As discussed in our last post, stress is an inevitable aspect of life that can have both positive and negative effects on our wellbeing. This week we will look at how repeat exposure to stressors (one or multiple) for an extended period of time can leave us susceptible to chronic stress. It is when stress becomes chronic, that our physical and mental health can be compromised.
Let’s begin with a brief recap of acute stress. The example I gave last week, described an encounter I had with a dog while out running. In this scenario the stressor (barking dog) came and went quickly as did my experience of stress:
My brain decided that I was under threat and initiated the release of stress hormones which gave mea physical and mental boost to react (fight, flight or freeze):
Increased alertness (senses are heightened)·
Breathing becomes fast and shallow (oxygen required for muscles)·
Heart rate increases (to pump oxygen around the body)·
Muscle tension \ Short term strength increases (in preparation to fight \ run)·
Tunnel vision (threat focused, see things in a negative light) etc
The stressor (dog) quickly passed, so no further stress hormones were released and I returned to a state of balance. So far so good, but what happens if the stressor doesn’t just simply disappear. What if we are talking about a pressurised work environment or recurring negative thoughts?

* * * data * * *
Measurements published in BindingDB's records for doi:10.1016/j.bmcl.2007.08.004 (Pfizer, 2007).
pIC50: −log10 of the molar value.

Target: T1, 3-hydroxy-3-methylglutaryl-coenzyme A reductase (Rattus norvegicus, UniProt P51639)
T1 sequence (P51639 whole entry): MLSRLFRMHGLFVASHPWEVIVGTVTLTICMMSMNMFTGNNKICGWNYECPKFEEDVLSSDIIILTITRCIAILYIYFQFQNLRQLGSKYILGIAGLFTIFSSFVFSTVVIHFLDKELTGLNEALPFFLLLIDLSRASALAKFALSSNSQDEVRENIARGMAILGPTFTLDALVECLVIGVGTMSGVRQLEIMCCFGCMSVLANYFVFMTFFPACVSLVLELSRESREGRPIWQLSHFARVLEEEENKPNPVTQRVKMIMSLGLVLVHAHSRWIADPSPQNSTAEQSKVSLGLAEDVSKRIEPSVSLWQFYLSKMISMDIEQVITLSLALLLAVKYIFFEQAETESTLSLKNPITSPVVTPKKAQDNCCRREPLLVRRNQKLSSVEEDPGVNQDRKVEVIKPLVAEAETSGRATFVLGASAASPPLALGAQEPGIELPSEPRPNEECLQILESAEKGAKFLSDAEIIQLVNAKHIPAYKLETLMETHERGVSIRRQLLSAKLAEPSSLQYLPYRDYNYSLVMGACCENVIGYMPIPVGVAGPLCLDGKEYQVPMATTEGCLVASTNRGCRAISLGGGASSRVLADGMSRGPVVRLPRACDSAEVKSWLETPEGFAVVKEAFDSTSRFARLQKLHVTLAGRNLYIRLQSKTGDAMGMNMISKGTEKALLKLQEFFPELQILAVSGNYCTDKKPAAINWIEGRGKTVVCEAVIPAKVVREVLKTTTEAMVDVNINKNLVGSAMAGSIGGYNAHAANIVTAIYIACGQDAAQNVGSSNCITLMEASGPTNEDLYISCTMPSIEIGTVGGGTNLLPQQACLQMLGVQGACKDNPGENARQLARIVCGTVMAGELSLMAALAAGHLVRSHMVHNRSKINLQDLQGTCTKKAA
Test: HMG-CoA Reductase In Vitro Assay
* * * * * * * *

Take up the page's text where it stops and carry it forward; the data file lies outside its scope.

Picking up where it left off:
Let’s say I’m preoccupied with a dispute I had with a colleague at work. The thought pops into my head, “I really shouldn’t have said that”. I perceive a threat to my wellbeing (social status: reputation, job security etc) and acute stress ensues. However, the threat doesn’t pass instead a related or identical thought enters my head, “Why can’t I keep my cool like other people?”. Another burst of stress hormones are automatically released into my body.
You can see how repeat exposure to anxiety inducing thoughts and situations can place and keep us in a cycle of stress. In time chronic exposure to stress can lead to a myriad of issues that affect our wellbeing. These issues arise in the following order and are dictated by the frequency and level of stress we experience:
Dysregulation: Sleeping issues, constant worrying, back pain etc
Maladaptive Coping: Overeating, ruminating, social withdrawal etc
Breakdown (Physical\Mental): Depression, heart disease etc
Dysregulation is a result of chronic stress, we then use maladaptive coping strategies to feel better in the short term but this pushes us further towards breakdown. All of this feeds into the stress cycle. Now, if that didn’t cheer you up of a Wednesday nothing will!
Actually this stuff is really worth knowing. If you are not currently overly stressed, great – long may it continue. If you recognise these patterns in yourself, great also! Awareness is the first step in taking back control. We have be aware of the problem in order to change it!
Next week in our final post on the fundamentals of stress, we will start to look at managing and limiting the effects of ‘negative’ stress (even if our objective circumstances are unchanged).